The Ethical Lock Picker


There is nothing more embarrassing than locking one’s keys inside a building, and not having access to a duplicate key to rectify the problem. Usually one exhausts all possible ways to avoid embarrassment of having to seek help from a friend, knowing that for some time after the event word will be spread and our foolishness exposed to the community. Such was the dilemma I now found myself in.

In spite of obvious humour of the situation, friends do try and solve the problem with you. When options have been exhausted and there appears to be no other solution than to break either a door or window crowds gather to watch the entertainment. From among such a group tools are volunteered, great ideas developed and the crowd of well-wishers continues to grow while you delay that final assault of the house. Everyone gets in each other’s way trying their theories, but eventually the crowd tires and moves on to more interesting pursuits.

We had now reached a decision to try an assault on the house. At that precise moment a professor whose responsibilities included teaching ethics appeared and stood quietly at the edge of the remaining crowd. He always moved silently around campus and didn’t like being in the limelight.

He moved to my side and in a quiet voice asked if I needed help. I nodded with barely a glance in his direction and he left the circle. I’d been hearing these offers for some time and nothing had resulted from combined efforts. The professor soon returned and produced a piece of bent wire from his pocket which he plunged into the door lock. The remaining crowd moved in with renewed interest.

The professor stared at the veranda roof as he felt his way around the inside of the door lock. To our great amazement the lock clicked open and everyone surged in to discuss this great event.

They looked at the professor with mingled surprise and admiration. How did he do that with a piece of bent wire? You could almost see wheels turning inside some of those heads as they thought of possibilities this skill would open up. For the next week community children attacked all locks in sight with bent wires, but I didn’t hear any of them had the same success as the professor.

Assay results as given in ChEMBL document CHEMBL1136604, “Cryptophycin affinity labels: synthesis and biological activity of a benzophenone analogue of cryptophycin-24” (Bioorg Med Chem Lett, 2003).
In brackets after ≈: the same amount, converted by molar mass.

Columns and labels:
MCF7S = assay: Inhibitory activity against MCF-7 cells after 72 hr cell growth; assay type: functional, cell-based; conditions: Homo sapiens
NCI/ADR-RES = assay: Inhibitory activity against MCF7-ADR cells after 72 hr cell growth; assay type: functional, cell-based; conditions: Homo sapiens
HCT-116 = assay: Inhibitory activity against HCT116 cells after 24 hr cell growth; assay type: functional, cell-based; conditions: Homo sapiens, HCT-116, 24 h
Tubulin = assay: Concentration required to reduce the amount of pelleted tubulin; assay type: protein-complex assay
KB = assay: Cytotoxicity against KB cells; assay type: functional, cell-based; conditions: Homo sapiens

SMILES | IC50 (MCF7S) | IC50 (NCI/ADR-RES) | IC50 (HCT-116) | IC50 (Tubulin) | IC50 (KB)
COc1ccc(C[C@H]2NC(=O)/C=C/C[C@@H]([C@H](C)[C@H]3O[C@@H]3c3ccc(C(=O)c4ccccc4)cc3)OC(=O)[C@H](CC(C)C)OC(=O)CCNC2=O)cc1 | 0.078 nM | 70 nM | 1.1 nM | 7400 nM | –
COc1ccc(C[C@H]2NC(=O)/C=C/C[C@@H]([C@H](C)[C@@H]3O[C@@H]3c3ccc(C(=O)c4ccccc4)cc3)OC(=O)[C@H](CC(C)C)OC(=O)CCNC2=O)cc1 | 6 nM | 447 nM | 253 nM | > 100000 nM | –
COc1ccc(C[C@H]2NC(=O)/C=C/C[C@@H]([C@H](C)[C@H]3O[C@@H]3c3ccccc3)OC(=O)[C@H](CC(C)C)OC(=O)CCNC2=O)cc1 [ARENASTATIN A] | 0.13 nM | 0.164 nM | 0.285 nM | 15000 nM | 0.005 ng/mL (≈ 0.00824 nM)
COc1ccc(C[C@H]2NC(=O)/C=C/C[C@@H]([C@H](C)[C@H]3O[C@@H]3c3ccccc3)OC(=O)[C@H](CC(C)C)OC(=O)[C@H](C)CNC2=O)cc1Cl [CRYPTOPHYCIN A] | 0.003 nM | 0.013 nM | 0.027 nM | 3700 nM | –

It was the talk of the campus for some time after that and everyone was impressed. Students speculated on the use of such a talent in opening store rooms in the canteen, cafeteria and registrar’s office where their grades were carefully filed away. Faculty fretted about dangers to our valuable equipment and safety of records.

But there was no need to worry. Students and community children had demonstrated they didn’t possess lock picking talent, and as the professor was a man of principle there wasn’t anything to worry about.

Students in the professor’s class had received a lesson in the tension between skill and ethical use of talent. They’d received an illustrated lesson that men of principle may not be bound by the restriction of locks and keys but could be trusted.  We are given talents to exercise in a way that does not infringe on the rights and safety of others and their property and we are to use that talent appropriately.

“© Copyright Ian Grice 2015 All rights reserved

The above image courtesy of

13 thoughts on “The Ethical Lock Picker

  1. I agree, it’s a great story. I’m glad that you have so many and are able to draw some life truths from each. When we lived in Houston I was the professor who could remove a glass window pane without breaking the glass by carefully removing the rubber gaskets. Did it for several of our neighbors! That skill didn’t help in our newer house in Austin with it’s metal gaskets. On one occasion we returned from a trip to the UK and had to sit on the front porch for an hour while we waited for a taxi to pick up a spare key form my daughter who lives on the other side of town. That’s an evening best forgotten but of course held in our memories for ever.

    Liked by 1 person

    1. And those memories of unpleasant things do tend to recur with amazing regularity don’t they? 🙂 Fortunately the mundane things we need to concentrate on day by day keep them under control until we have spare time to relax. We have one of those metal gasket frames for sliding doors in our retirement home. The only way to deal with repairs is to remove the frame at great expense and replace the whole set of doors and frame.. Fortunately these days they have a much more user friendly system.


    1. My Dad purchased a large home at a higher level in town after we went under flood in the 1950’s. It had a large veranda in front with bay windows and multiple door entries which my parents used to lock at night. My large bedroom had a veranda exit which I’d forgotten to keep a key hidden to get in. So I had to try the window entry rather than wake everyone. I was a night owl in those days.

      Liked by 1 person

    1. I’m afraid that professor has been laid to rest so that talent was laid to rest with him. I know what you mean about crawling through windows above regular windows and crashing down venetian blinds in the middle of the night waking up the parrot and the rest of the house too. Those were my terrible teen years and a long time ago. lol..


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